Title: The Multifarious Temple Art of Jayavarman VII and the French Orientalist Interest in Cambodia
Stream: Indian and South Asian Studies
Presentation Type: Live-Stream Presentation
Punam Madhok, East Carolina University, United States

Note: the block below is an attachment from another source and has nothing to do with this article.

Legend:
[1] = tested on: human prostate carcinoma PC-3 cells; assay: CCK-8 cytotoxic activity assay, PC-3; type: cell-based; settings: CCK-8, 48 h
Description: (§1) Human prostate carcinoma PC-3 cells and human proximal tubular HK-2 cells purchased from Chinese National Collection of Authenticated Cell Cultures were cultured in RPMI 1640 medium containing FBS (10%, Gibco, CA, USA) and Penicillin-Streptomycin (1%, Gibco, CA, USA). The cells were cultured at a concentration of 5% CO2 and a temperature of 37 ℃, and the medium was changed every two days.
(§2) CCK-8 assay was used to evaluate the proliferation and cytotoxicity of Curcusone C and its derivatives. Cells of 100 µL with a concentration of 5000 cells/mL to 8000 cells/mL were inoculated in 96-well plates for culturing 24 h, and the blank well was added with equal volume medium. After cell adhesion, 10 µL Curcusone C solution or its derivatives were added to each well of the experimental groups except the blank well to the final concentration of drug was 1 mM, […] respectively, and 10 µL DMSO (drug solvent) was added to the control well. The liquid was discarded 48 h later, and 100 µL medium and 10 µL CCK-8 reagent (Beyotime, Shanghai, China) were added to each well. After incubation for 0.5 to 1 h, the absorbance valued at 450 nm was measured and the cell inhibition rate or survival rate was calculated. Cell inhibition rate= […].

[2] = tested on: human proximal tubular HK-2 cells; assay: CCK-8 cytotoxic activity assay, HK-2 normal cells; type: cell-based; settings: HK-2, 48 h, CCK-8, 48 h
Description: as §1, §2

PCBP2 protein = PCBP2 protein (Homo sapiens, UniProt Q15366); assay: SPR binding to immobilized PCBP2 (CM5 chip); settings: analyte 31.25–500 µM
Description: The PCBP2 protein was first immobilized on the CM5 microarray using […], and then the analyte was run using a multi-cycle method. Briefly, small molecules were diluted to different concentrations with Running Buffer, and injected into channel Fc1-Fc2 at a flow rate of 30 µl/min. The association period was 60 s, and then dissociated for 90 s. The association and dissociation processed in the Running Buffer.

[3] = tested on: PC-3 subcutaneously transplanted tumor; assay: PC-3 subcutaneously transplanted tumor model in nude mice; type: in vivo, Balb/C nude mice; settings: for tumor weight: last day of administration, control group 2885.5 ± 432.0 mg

Dating between ninth and thirteenth centuries CE, the temples of Angkor are remains of the acclaimed Khmer Empire. Some of the most impressive among them were constructed during the reign of Jayavarman VII (reigned c. 1181-1218 CE), a devout Buddhist. He was emulating Ashoka (reigned 272-231 BCE), who had mounds called ‘stupas’ erected all over India. Jayavarman’s Bayon is the magnum opus of Khmer sacred architecture. Carved into its towers are large faces, that have defied easy interpretation. Are they Shiva, Brahma, Lokeshvara, Vajrasattva or Hevajra? Jayavarman dedicated temples to deified family-members - Preah Khan to his father, Ta Prohm to his mother, and Banteay Chhmar to his chosen protégé. The mythical eagle, Garuda, and multi-headed serpent, naga, feature prominently on these temples. A project with remedial power that has survived is Neak Pean, built in reverence of Buddha Bhaisajyaguru. Dancing maidens, Apsaras or Yoginis, are carved on many temple walls. Jayavarman had halls attached to temples where living damsels would perform ritual dances. They have inspired the creation of classical Cambodian ballet of today. After Cambodia became a French protectorate in 1863, Louis Delaporte (1842-1925), a young French naval officer, made fanciful watercolors of Angkor temples and usurped statues that are now housed in Paris’ Guimet museum. Drawing upon my field trip of December 2019, I wish to explore further the amalgamation of Buddhist and Hindu imagery on these temples as well as the French orientalist interest in this region.
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